“The extreme right needs to know that the political fight is carried out within the democratic process, and not with violence and threats of a coup,” he said. Bolsonaro “will be left out of the game because he does not respect the rules. Not only him, his entire gang of coup plotters has to follow the same path.
The trial has reinvigorated the online base of Bolsonaro, whose supporters say he is the victim of an unfair judicial system and compare his fate to that of former US President Donald Trump, according to Marie Santini, coordinator of NetLab, a research group at the Federal University of Rio de Janeiro that monitors social networks.
However, that commitment pales in comparison to the levels seen before last year’s polarizing elections.
The expression of Katia Caminha, a retiree from the Copacabana neighborhood of Rio de Janeiro, fell when she heard the news that the majority of the judges had voted against Bolsonaro. She told The Associated Press that she thought the entire trial was a “clown show.”
“Everything that has to do with the electoral court is biased and against” Mr. Bolsonaro. “This is terrible news for Brazil,” Caminha said.
His supporters this week showed their continued support with contributions to help him pay off 1.1 million reais (about $230,000) in fines imposed by the Sao Paulo state government for Bolsonaro’s repeated violations of health protocols. during the COVID-19 pandemic.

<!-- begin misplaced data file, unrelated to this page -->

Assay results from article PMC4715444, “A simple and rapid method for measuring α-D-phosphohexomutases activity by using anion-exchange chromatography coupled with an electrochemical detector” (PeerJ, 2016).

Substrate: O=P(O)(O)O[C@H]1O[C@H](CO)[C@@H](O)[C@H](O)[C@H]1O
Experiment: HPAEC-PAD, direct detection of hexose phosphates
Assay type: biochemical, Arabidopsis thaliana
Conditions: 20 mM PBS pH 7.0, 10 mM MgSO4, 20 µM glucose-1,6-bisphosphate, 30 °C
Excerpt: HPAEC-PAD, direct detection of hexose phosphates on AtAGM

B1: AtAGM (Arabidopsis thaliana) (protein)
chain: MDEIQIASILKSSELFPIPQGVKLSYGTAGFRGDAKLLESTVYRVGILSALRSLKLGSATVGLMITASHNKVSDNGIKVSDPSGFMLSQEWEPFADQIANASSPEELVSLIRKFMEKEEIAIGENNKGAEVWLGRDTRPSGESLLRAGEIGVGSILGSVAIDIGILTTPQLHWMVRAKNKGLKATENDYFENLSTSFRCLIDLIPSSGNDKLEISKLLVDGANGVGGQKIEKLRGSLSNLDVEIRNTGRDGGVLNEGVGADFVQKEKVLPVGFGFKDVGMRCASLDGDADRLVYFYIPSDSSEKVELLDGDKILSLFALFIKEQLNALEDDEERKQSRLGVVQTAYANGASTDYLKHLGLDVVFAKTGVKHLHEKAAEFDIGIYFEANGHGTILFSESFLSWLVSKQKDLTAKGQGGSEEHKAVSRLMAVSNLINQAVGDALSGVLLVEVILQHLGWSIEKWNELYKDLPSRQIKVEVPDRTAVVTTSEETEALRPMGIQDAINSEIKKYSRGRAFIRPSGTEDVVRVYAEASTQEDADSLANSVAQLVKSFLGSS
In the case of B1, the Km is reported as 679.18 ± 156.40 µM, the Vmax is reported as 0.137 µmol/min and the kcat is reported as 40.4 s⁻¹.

While Bolsonaro aspires to be the king of the right, and his endorsement will carry significant weight, his decision to move to Florida for several months at the start of Lula’s term undermined him, said Thomas Traumann, a political analyst. That is reflected in limited outrage from the right on social media during the eligibility trial, and no sign of protest.
“There will not be a mass movement, because it has diminished in size. The fact that he went to Florida and didn’t lead the opposition made him downsize,” Traumann said. “The opposition leader is clearly not Bolsonaro.”
As the trial drew to a close, a trumpeter outside the electoral court played the song that became a sensation during last year’s presidential race: “It is Time for Jair to Go Away.”
This story was reported by The Associated Press. AP writer Diane Jeantet reported from Rio. Carla Bridi also contributed to this report.